Initially, the Congress declined to comment on the joint statement. But later, the party said that there was no question of not supporting it or backing out. “There is no occasion for such a question. We are not required to endorse it after the PM’s statement. His statement leaves no scope for any doubt and there was no question of not supporting it or backing out,” Congress spokesperson Abhishek Singhvi said (July 20).

Welcoming the joint statement, Jammu & Kashmir (J&K) Chief Minister Omar Abdullah said in Srinagar: “The cordial meeting between the two Prime Ministers has become historical as both countries have agreed to delink terrorism from Indo-Pak dialogue.” Several Kashmiri separatist leaders, however, said that Singh-Gilani meeting was “inconclusive” without participation of Kashmiris.

People’s Democratic Party (PDP), the opposition in J&K, expressed “disappointment” with the statement. “We are concerned over the omission of Jammu and Kashmir from the joint declaration and ambiguity about resumption of composite dialogue. This has caused understandable disappointment among the people of the state who looked up to the summit with considerable hope,” PDP leader and former chief minister Mufti Mohammad Sayeed said. Reiterating United States’ support for dialogue between India and Pakistan, the visiting US Secretary of State Hillary Clinton said last week: “This dialogue between India and Pakistan is certainly one that could only be pursued with the agreement and commitment of the two countries and the leaders, but of course the United States is very supportive.” Earlier, Robert O. Blake, US Assistant Secretary of State for South and Central Asia said in Washington: “India and Pakistan face common challenge and we will support continuing dialogue to find joint solutions to counter terrorism and to promote regional stability” (July 16).

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Iran Says to Free 100 More People Held in Unrest

July 9, 2009 by · Leave a Comment 

By Fredrik Dahl

TEHRAN (Reuters) – Two thirds of people detained during post-election unrest in Tehran last month have already been freed and another 100 will soon be released, Iran’s police chief was quoted as saying on Wednesday.

“One hundred more will be released in the next two days,” state broadcaster IRIB quoted Esmail Ahmadi-Moghaddam as saying in the northwestern city of Qazvin.

The same official last week said 1,032 people were detained in the capital following the disputed June 12 presidential election, but that most had since been let go.

Official results of the vote showing hardline President Mahmoud Ahmadinejad had won by a landslide triggered days of mass street protests by supporters of defeated candidate Mirhossein Mousavi, a moderate who says the election was rigged.

State media say at least 20 people were killed as protesters clashed with riot police and members of the Basij militia. The authorities and Mousavi blame each other for the bloodshed. Hardliners have called for Mousavi to be put on trial.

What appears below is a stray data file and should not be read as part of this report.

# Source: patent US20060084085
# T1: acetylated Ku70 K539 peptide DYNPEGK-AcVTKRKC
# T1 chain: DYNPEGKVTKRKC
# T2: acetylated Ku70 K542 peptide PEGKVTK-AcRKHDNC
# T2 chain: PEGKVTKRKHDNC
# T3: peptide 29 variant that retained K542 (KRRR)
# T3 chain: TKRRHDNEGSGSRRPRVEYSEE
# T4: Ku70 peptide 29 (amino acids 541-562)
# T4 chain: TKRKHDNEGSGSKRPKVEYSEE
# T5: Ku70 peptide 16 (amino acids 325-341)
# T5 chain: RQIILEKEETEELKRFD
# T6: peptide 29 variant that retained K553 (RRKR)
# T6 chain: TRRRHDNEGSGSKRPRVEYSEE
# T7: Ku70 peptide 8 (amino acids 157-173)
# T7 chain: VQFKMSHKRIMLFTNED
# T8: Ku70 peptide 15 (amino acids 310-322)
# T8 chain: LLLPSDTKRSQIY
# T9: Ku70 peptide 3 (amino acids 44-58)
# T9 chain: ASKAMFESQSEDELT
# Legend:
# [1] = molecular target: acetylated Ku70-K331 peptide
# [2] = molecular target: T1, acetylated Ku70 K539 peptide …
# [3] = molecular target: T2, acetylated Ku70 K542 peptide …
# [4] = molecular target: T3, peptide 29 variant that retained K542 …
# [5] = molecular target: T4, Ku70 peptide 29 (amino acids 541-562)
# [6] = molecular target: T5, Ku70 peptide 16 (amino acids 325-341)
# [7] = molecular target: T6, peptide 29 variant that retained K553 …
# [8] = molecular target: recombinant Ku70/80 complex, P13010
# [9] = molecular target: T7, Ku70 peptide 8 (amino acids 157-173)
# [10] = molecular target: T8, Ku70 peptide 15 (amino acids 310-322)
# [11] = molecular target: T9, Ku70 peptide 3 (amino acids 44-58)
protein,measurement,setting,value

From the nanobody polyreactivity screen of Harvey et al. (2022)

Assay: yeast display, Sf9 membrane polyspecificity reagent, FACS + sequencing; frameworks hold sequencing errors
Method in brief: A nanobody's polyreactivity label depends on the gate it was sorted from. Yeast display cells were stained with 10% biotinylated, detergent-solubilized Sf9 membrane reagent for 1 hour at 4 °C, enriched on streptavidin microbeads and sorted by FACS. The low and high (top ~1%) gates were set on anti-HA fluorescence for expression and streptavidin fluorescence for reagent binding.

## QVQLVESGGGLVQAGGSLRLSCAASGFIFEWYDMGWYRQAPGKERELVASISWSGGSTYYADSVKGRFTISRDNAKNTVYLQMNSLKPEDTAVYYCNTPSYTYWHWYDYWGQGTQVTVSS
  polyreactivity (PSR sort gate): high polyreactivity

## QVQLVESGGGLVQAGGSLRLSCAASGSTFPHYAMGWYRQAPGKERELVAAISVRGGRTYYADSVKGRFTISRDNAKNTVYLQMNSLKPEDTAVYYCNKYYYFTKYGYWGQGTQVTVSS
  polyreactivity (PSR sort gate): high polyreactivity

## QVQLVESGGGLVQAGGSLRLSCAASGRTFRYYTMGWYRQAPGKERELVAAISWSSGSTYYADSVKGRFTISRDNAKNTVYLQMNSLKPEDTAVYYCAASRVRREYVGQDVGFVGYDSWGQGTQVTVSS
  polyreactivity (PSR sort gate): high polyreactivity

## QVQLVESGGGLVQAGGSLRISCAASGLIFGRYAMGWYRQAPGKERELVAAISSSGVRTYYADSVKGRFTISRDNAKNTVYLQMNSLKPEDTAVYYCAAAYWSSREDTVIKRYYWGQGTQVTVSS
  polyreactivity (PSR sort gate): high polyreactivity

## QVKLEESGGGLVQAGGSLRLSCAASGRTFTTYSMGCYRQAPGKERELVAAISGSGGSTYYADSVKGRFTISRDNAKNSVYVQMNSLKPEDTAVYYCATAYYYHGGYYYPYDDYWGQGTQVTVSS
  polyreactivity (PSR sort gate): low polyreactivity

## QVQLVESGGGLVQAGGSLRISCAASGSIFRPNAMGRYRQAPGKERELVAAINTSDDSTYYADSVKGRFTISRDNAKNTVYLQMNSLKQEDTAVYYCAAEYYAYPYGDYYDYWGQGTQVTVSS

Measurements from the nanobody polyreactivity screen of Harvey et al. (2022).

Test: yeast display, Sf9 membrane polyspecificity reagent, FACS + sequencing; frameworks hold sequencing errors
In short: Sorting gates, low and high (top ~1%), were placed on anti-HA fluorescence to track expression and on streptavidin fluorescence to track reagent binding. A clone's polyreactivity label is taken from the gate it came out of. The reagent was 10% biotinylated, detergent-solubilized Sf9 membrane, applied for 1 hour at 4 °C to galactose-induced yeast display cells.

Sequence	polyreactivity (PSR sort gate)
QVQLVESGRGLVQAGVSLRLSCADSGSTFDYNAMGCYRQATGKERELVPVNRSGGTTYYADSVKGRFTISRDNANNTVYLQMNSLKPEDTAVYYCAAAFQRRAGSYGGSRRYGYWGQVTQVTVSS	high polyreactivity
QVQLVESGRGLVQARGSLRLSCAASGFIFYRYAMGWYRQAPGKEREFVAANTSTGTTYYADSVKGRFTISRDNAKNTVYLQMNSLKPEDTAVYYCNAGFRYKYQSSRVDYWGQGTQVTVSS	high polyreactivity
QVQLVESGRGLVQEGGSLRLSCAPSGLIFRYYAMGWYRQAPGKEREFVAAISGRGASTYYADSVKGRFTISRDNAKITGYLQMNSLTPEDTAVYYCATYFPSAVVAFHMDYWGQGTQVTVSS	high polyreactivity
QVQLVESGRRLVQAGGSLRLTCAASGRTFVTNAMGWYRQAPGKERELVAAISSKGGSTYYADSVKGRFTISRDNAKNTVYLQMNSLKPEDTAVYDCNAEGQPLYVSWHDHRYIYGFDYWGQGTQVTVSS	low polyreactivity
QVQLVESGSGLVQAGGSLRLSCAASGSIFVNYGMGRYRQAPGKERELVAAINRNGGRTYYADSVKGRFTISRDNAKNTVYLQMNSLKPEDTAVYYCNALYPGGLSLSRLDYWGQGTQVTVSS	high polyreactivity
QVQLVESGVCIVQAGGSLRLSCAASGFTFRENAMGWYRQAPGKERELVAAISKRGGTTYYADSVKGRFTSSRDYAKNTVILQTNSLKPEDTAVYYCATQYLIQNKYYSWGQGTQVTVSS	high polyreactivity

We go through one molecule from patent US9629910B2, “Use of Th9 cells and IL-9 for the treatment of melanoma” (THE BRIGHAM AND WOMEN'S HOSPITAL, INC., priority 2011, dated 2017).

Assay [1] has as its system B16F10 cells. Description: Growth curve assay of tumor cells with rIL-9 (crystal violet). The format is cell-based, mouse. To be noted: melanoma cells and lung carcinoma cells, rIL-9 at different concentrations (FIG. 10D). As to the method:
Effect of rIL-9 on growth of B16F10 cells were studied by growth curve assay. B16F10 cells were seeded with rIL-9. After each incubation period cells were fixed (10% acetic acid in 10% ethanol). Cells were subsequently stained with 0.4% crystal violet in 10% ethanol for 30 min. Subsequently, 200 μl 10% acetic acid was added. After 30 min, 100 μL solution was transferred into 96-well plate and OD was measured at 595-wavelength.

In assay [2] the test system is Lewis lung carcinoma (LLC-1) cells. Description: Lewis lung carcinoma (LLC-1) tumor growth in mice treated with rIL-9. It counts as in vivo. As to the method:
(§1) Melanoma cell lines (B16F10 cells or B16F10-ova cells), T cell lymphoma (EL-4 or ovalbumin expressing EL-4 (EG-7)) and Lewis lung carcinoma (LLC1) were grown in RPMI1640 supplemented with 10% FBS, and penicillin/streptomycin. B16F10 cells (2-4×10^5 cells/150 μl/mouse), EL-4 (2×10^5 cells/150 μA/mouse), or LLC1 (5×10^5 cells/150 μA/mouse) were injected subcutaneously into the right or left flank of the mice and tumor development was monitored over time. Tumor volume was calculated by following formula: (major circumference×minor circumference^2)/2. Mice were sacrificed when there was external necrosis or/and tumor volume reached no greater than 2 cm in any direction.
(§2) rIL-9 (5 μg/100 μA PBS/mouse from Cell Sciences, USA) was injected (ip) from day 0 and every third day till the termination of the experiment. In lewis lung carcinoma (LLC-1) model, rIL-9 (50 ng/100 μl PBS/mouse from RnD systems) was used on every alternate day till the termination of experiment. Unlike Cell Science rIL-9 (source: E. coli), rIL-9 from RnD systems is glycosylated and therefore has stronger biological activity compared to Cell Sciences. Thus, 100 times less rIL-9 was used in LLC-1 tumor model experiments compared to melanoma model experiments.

Rights activists have said 2,000 detained during the vote’s turbulent aftermath may still be held across Iran, including leading reformers, academics, journalists and students.

But a reformist member of parliament quoted Iran’s general prosecutor as saying 2,000 out of 2,500 detained had been freed and that the remaining cases would be referred to the judiciary.

The MP, Mohammadreza Tadesh, was quoted by a reformist website as making the statement on Wednesday after a meeting with the prosecutor, Ghorbanali Dorri-Najafabadi.

Mousavi has demanded the release of “children of the revolution,” referring to many detained establishment figures.

They include a former vice president and other former officials who held senior positions during the 1997-2005 presidency of Mohammad Khatami, who backed Mousavi’s campaign.

The authorities accuse the West, particularly the United States and Britain, of inciting unrest in the Islamic Republic following the election, which led to the most widespread street protests in Iran since the 1979 Islamic revolution.

Security forces quelled the demonstrations but Mousavi and allies have refused to back down, saying Ahmadinejad’s next government would be illegitimate.

The authorities reject vote rigging allegations. Ahmadinejad said on Tuesday it had been the world’s “freest” election.

Iran’s main moderate party, Islamic Iran’s Participation Front, called on Wednesday for the immediate release of its detained members and other people arrested because of their activities in support of moderate candidates in the election.

In a statement on its website, it expressed deep concern about the health situation of some of those held.

“Whatever happens to them, those who in the name of law and sharia arrested them will be responsible,” the party said.

The Kargozaran party, seen as close to former President Akbar Hashemi Rafsanjani, earlier this week also called for the release of those detained and rejected the election result.

In Geneva, six U.N. human rights experts sought permission to visit Iran, saying they were concerned that political opponents of Ahmadinejad were continuing to be targeted.

“The legal basis for the arrests of journalists, human rights defenders, opposition supporters and scores of demonstrators remains unclear,” they said in a joint statement.

“Freedom of expression and peaceful assembly continue to be undermined and the situation of human rights defenders is increasingly precarious,” the statement said.

(Additional reporting by Geneva bureau; Editing by Myra MacDonald)